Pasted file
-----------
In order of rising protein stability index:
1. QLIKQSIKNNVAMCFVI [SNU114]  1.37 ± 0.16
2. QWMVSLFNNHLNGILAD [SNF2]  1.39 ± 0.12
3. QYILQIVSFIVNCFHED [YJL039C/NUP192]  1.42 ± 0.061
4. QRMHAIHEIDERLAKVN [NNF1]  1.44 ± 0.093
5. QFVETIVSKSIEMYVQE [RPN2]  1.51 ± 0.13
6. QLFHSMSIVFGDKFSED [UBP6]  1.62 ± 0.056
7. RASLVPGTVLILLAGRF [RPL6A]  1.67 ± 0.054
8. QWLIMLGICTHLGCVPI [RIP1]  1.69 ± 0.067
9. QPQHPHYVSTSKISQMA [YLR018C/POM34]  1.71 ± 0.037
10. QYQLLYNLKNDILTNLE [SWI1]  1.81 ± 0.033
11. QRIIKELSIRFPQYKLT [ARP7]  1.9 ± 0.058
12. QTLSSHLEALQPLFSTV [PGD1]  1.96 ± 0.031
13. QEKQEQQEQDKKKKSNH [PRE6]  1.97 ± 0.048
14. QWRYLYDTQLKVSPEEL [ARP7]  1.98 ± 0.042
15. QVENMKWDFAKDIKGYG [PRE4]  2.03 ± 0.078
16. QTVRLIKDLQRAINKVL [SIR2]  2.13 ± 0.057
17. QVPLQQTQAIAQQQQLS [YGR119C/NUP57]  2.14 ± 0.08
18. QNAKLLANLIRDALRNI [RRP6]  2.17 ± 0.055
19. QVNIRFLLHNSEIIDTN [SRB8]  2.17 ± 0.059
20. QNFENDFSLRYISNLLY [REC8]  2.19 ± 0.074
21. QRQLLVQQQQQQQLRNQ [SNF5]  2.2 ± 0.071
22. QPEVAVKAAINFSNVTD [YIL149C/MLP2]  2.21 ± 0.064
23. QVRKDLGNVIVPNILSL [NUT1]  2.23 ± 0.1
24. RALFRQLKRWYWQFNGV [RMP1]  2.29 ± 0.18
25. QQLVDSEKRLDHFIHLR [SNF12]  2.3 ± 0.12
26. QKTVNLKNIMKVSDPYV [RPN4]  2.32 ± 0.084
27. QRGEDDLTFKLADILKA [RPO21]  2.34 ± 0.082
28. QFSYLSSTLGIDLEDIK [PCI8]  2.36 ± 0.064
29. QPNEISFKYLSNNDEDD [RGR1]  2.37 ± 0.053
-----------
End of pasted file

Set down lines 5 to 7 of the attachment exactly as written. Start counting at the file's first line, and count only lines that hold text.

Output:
4. QRMHAIHEIDERLAKVN [NNF1]  1.44 ± 0.093
5. QFVETIVSKSIEMYVQE [RPN2]  1.51 ± 0.13
6. QLFHSMSIVFGDKFSED [UBP6]  1.62 ± 0.056